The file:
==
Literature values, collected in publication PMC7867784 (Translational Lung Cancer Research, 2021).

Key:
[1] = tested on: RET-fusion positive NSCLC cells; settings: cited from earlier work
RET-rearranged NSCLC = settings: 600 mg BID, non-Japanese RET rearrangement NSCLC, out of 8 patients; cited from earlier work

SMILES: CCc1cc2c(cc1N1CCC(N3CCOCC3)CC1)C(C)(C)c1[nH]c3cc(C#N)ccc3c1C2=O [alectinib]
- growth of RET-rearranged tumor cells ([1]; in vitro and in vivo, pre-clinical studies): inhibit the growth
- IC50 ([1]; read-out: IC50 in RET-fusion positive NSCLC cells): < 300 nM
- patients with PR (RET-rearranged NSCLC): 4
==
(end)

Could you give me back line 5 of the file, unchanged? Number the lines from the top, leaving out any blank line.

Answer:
SMILES: CCc1cc2c(cc1N1CCC(N3CCOCC3)CC1)C(C)(C)c1[nH]c3cc(C#N)ccc3c1C2=O [alectinib]